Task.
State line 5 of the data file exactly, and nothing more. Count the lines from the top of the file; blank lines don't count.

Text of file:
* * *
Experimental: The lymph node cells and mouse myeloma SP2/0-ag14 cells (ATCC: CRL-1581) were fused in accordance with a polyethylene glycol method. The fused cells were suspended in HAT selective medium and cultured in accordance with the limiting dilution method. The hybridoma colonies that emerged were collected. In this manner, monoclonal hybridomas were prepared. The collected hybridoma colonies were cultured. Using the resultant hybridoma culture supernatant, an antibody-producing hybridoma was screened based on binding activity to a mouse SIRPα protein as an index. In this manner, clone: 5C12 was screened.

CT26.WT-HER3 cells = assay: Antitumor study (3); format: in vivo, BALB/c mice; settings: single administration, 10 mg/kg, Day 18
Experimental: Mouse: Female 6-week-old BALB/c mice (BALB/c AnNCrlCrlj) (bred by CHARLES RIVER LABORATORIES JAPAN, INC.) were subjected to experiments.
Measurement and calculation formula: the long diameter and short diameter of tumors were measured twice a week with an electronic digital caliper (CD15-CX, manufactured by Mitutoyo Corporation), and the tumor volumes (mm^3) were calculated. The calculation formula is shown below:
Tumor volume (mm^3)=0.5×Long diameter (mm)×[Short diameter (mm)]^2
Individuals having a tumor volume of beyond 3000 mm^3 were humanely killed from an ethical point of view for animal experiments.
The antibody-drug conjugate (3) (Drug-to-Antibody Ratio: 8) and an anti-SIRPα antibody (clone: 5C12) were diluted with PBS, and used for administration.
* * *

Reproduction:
Tumor volume (mm^3)=0.5×Long diameter (mm)×[Short diameter (mm)]^2